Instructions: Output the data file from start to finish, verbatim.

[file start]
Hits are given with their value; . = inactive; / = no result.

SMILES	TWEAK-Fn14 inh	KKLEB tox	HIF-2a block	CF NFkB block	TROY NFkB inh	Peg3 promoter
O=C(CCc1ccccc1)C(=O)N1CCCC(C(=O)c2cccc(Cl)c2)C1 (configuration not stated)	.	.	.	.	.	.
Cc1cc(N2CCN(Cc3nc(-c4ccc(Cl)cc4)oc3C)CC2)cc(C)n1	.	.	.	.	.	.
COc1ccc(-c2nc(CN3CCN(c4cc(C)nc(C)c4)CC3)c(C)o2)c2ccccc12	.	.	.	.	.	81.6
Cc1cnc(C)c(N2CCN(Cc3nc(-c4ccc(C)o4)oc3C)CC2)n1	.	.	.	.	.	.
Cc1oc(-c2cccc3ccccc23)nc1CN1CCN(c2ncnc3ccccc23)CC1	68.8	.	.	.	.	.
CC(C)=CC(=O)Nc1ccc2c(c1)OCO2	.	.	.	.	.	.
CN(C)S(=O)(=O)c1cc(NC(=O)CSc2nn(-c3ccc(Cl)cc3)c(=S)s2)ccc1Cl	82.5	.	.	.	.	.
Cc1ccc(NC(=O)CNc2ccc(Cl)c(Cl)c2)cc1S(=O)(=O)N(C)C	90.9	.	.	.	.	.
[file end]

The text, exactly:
Hits are given with their value; . = inactive; / = no result.

SMILES	TWEAK-Fn14 inh	KKLEB tox	HIF-2a block	CF NFkB block	TROY NFkB inh	Peg3 promoter
O=C(CCc1ccccc1)C(=O)N1CCCC(C(=O)c2cccc(Cl)c2)C1 (configuration not stated)	.	.	.	.	.	.
Cc1cc(N2CCN(Cc3nc(-c4ccc(Cl)cc4)oc3C)CC2)cc(C)n1	.	.	.	.	.	.
COc1ccc(-c2nc(CN3CCN(c4cc(C)nc(C)c4)CC3)c(C)o2)c2ccccc12	.	.	.	.	.	81.6
Cc1cnc(C)c(N2CCN(Cc3nc(-c4ccc(C)o4)oc3C)CC2)n1	.	.	.	.	.	.
Cc1oc(-c2cccc3ccccc23)nc1CN1CCN(c2ncnc3ccccc23)CC1	68.8	.	.	.	.	.
CC(C)=CC(=O)Nc1ccc2c(c1)OCO2	.	.	.	.	.	.
CN(C)S(=O)(=O)c1cc(NC(=O)CSc2nn(-c3ccc(Cl)cc3)c(=S)s2)ccc1Cl	82.5	.	.	.	.	.
Cc1ccc(NC(=O)CNc2ccc(Cl)c(Cl)c2)cc1S(=O)(=O)N(C)C	90.9	.	.	.	.	.